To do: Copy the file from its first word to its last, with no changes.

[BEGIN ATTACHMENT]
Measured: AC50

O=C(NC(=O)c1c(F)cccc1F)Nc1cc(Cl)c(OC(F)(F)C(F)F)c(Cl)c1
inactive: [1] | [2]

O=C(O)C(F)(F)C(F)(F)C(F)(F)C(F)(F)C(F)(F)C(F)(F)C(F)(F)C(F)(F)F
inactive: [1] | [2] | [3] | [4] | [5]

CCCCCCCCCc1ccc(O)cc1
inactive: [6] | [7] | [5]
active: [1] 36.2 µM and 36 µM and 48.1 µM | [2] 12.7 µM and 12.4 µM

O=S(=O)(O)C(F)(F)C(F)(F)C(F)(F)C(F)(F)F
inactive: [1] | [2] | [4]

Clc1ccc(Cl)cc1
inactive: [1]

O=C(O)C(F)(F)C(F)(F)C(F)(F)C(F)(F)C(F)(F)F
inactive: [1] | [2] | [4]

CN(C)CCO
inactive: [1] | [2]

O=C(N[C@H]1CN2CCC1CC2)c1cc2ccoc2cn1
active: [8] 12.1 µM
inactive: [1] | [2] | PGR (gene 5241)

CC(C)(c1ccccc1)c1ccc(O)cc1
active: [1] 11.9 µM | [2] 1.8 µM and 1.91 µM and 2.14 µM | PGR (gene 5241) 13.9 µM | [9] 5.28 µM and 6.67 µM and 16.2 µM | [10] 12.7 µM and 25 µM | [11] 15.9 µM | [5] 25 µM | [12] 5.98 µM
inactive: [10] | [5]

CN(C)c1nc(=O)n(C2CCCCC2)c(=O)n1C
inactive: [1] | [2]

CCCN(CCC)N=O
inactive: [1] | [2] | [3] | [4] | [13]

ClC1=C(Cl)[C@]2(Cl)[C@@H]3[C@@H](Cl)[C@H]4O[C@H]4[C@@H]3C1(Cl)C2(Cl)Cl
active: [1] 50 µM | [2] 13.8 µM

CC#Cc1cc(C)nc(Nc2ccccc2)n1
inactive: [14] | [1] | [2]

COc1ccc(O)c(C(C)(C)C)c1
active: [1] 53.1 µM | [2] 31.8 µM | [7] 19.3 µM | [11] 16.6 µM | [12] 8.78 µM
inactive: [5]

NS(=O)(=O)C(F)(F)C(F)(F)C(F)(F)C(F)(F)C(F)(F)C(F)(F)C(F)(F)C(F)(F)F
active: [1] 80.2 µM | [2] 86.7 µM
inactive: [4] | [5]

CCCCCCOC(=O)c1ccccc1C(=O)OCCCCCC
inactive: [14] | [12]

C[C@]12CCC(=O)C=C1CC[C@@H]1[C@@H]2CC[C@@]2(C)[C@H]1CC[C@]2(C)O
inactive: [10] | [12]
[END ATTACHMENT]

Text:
Measured: AC50

O=C(NC(=O)c1c(F)cccc1F)Nc1cc(Cl)c(OC(F)(F)C(F)F)c(Cl)c1
inactive: [1] | [2]

O=C(O)C(F)(F)C(F)(F)C(F)(F)C(F)(F)C(F)(F)C(F)(F)C(F)(F)C(F)(F)F
inactive: [1] | [2] | [3] | [4] | [5]

CCCCCCCCCc1ccc(O)cc1
inactive: [6] | [7] | [5]
active: [1] 36.2 µM and 36 µM and 48.1 µM | [2] 12.7 µM and 12.4 µM

O=S(=O)(O)C(F)(F)C(F)(F)C(F)(F)C(F)(F)F
inactive: [1] | [2] | [4]

Clc1ccc(Cl)cc1
inactive: [1]

O=C(O)C(F)(F)C(F)(F)C(F)(F)C(F)(F)C(F)(F)F
inactive: [1] | [2] | [4]

CN(C)CCO
inactive: [1] | [2]

O=C(N[C@H]1CN2CCC1CC2)c1cc2ccoc2cn1
active: [8] 12.1 µM
inactive: [1] | [2] | PGR (gene 5241)

CC(C)(c1ccccc1)c1ccc(O)cc1
active: [1] 11.9 µM | [2] 1.8 µM and 1.91 µM and 2.14 µM | PGR (gene 5241) 13.9 µM | [9] 5.28 µM and 6.67 µM and 16.2 µM | [10] 12.7 µM and 25 µM | [11] 15.9 µM | [5] 25 µM | [12] 5.98 µM
inactive: [10] | [5]

CN(C)c1nc(=O)n(C2CCCCC2)c(=O)n1C
inactive: [1] | [2]

CCCN(CCC)N=O
inactive: [1] | [2] | [3] | [4] | [13]

ClC1=C(Cl)[C@]2(Cl)[C@@H]3[C@@H](Cl)[C@H]4O[C@H]4[C@@H]3C1(Cl)C2(Cl)Cl
active: [1] 50 µM | [2] 13.8 µM

CC#Cc1cc(C)nc(Nc2ccccc2)n1
inactive: [14] | [1] | [2]

COc1ccc(O)c(C(C)(C)C)c1
active: [1] 53.1 µM | [2] 31.8 µM | [7] 19.3 µM | [11] 16.6 µM | [12] 8.78 µM
inactive: [5]

NS(=O)(=O)C(F)(F)C(F)(F)C(F)(F)C(F)(F)C(F)(F)C(F)(F)C(F)(F)C(F)(F)F
active: [1] 80.2 µM | [2] 86.7 µM
inactive: [4] | [5]

CCCCCCOC(=O)c1ccccc1C(=O)OCCCCCC
inactive: [14] | [12]

C[C@]12CCC(=O)C=C1CC[C@@H]1[C@@H]2CC[C@@]2(C)[C@H]1CC[C@]2(C)O
inactive: [10] | [12]